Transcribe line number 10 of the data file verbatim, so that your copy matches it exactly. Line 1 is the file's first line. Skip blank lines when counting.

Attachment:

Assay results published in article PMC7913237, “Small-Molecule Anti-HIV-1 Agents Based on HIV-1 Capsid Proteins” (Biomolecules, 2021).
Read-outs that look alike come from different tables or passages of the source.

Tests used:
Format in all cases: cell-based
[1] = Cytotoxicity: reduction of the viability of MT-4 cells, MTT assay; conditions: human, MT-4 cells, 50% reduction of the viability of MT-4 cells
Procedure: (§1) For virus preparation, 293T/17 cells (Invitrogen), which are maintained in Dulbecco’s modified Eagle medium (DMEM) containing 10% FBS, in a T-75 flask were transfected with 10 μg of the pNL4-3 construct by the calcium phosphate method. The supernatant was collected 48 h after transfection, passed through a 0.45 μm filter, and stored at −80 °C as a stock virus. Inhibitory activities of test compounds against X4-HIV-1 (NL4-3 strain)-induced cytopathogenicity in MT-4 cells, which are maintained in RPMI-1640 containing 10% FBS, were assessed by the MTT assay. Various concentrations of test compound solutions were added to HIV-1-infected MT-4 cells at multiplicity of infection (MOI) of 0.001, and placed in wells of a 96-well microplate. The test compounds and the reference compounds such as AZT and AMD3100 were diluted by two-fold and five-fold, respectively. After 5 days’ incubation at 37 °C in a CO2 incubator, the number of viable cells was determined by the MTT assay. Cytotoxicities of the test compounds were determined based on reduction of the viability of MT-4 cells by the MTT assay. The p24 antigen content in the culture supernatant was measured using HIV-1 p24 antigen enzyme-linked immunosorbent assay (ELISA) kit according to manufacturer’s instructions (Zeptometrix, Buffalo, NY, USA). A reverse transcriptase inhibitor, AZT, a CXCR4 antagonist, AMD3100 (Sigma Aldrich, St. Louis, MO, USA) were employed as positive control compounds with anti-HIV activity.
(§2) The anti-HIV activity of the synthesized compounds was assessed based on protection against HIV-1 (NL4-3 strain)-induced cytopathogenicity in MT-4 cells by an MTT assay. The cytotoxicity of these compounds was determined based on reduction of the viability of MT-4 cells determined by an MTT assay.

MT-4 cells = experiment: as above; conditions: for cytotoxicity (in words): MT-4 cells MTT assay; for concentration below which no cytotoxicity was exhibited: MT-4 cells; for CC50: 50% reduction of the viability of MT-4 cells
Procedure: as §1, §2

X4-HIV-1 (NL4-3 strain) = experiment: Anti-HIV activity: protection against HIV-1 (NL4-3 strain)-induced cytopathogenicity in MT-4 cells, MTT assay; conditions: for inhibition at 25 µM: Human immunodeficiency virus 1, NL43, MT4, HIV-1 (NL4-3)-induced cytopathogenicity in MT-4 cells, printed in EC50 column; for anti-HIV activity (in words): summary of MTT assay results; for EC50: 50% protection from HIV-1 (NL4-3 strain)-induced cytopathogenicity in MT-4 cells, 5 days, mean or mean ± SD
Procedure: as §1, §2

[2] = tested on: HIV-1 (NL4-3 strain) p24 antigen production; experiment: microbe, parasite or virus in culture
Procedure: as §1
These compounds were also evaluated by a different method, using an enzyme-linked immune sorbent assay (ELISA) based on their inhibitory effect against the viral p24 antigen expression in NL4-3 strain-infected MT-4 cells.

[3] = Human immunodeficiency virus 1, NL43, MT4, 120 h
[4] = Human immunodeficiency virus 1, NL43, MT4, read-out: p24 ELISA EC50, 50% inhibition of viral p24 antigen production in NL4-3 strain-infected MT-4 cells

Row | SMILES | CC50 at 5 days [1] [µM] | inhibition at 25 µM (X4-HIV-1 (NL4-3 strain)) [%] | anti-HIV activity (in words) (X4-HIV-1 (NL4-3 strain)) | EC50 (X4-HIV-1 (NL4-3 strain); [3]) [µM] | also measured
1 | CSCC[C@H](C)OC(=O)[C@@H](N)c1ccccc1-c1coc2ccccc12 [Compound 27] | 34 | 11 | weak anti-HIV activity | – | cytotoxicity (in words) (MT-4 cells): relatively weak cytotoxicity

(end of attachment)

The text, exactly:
X4-HIV-1 (NL4-3 strain) = experiment: Anti-HIV activity: protection against HIV-1 (NL4-3 strain)-induced cytopathogenicity in MT-4 cells, MTT assay; conditions: for inhibition at 25 µM: Human immunodeficiency virus 1, NL43, MT4, HIV-1 (NL4-3)-induced cytopathogenicity in MT-4 cells, printed in EC50 column; for anti-HIV activity (in words): summary of MTT assay results; for EC50: 50% protection from HIV-1 (NL4-3 strain)-induced cytopathogenicity in MT-4 cells, 5 days, mean or mean ± SD